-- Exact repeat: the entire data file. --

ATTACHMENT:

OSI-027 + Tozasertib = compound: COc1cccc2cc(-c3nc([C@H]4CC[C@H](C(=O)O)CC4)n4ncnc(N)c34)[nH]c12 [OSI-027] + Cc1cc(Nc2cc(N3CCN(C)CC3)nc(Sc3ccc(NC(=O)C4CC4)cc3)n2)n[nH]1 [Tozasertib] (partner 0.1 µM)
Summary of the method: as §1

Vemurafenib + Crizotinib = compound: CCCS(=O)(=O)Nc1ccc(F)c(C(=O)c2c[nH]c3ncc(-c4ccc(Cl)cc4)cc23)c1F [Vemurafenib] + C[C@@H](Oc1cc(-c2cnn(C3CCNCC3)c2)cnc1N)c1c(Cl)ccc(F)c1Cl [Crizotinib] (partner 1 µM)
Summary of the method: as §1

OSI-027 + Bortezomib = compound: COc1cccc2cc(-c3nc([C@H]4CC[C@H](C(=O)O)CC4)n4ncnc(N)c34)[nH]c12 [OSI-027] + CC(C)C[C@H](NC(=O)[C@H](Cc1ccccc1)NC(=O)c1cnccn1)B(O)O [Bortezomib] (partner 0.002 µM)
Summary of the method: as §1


OSI-027 + Tozasertib = compound: COc1cccc2cc(-c3nc([C@H]4CC[C@H](C(=O)O)CC4)n4ncnc(N)c34)[nH]c12 [OSI-027] + Cc1cc(Nc2cc(N3CCN(C)CC3)nc(Sc3ccc(NC(=O)C4CC4)cc3)n2)n[nH]1 [Tozasertib] (partner 0.1 µM)
Summary of the method: as §1

Vemurafenib + Crizotinib = compound: CCCS(=O)(=O)Nc1ccc(F)c(C(=O)c2c[nH]c3ncc(-c4ccc(Cl)cc4)cc23)c1F [Vemurafenib] + C[C@@H](Oc1cc(-c2cnn(C3CCNCC3)c2)cnc1N)c1c(Cl)ccc(F)c1Cl [Crizotinib] (partner 1 µM)
Summary of the method: as §1

OSI-027 + Bortezomib = compound: COc1cccc2cc(-c3nc([C@H]4CC[C@H](C(=O)O)CC4)n4ncnc(N)c34)[nH]c12 [OSI-027] + CC(C)C[C@H](NC(=O)[C@H](Cc1ccccc1)NC(=O)c1cnccn1)B(O)O [Bortezomib] (partner 0.002 µM)
Summary of the method: as §1